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Day 1 - Ten random facts about yourself
Day 2 - Nine things you do everyday
Day 3 - Eight things that annoy you
Day 4 - Seven fears/phobias
Day 5 - Six songs that you’re addicted to
Day 6 - Five things you can’t live without

Day 7 - Four memories you won’t forget
Day 8 - Three words you can’t go a day without
Day 9 - Two things you wish you could do
Day 10 - One person you can trust

First, last, and always: The night I met Mr Psmith. It was at an Irish pub; he knew all the words to the songs, he made me laugh (he was wearing this Renaissance-y shirt with big sleeves and greeted me with, "Ola! Mi llamo Fernando!"), he quoted both Monty Python and Amadeus at me, and that was pretty much all she wrote :) It was in February and our first date a week later for sushi came in the middle of a colossal blizzard, but he drove forty miles through it to meet me... I think everyone has vivid memories of the night they met their Significant Other, the person who changed your life for the better and became your best friend and companion. How could you not?

So I'll do four besides that one. These are the first four that come to mind, in chronological order:

1) When I was in first grade, a little boy in my class -- Todd -- lost his entire family in a house fire: mother, father, four brothers and sisters. Only he and his little brother survived, because the parents put them out the master bedroom window onto the garage roof just before the floor of the room gave way. I remember the headline in the paper the next day was, "I heard my toys falling." But of course it wasn't toys... They lived just down the block from my best friend Erica and the fire happened right around Halloween. A few days later we went to Erica's house -- I don't remember if we were picking her up or dropping me off -- and drove right past Todd's house. The house was a blackened ruin, the roof collapsed, the big bay window in the living room blown out, and sitting on the sill was a half-burned jack-o-lantern. Real horror movie stuff, eh? Todd never came back to school; he and his little brother went to live with relatives, I suppose. To this day I wonder about them, where they went and where they are today.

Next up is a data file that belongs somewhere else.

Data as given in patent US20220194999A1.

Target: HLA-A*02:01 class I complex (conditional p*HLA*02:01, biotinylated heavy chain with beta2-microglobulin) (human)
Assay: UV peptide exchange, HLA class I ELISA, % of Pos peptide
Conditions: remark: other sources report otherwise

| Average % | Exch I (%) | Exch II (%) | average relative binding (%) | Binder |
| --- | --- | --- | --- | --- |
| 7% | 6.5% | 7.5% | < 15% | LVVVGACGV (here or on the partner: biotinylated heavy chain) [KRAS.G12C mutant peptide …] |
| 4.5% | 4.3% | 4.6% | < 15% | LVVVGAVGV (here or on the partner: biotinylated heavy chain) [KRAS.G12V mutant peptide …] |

2) My first day of Catholic school, in third grade. We're not remotely Catholic, but my mom decided to send me to a Catholic school that year, I guess because it was a really good school. My first day, in Sister Marie Helen's homeroom, we started off with the pledge of allegiance which I knew very well. Then we did the Lord's Prayer, which I sort of knew from occasional forays to church on Christmas and Easter. Then they all launched into "Hail, Mary, full of grace" which for all I knew might have been the school fight song. Sister Marie Helen, a chubby little woman (and if she looked little to ME, who was three feet tall for about three years straight, you know she was tiny), came bustling over to me with this very worried look. "What's wrong, dear? Don't you want to say the hail Mary with us?" she said. I looked around at all the staring little faces, then down at my shoes and mumbled, "I don't know it." I looked up to see a look of appalled horror on her face, like "Oh, the poor little heathen thing!" and she told off one of the other students to take me into a corner and teach it to me. I spent two years at St. John's but I'll never forget that feeling of being an utter alien, where everyone else knew something I didn't. (Sister Benedicta's penmanship class was a whole 'nother kind of unforgettable...)

3) The night I suddenly realized that grown-ups weren't some alien species but just varying degrees further along the continuum than me. I was twelve and had been babysitting for a young couple -- they couldn't have been more than 22 or 23, but of course they were GROWN-UPS so they seemed old and serious -- and afterwards the husband drove me home. I was pretty shy and didn't say much, but about halfway home he said, "Oh hey, do you mind if I turn this up? I really like this song." Of course I said no, I didn't mind. I had just discovered popular music and the song was "My Sharona", which I LOVED, and as the radio thumped out the beat and he sang along with it and kept time on the steering wheel, it was like this window opened up and I realized that grown-ups were actual people that might like some of the same things I liked. It was a real paradigm shift.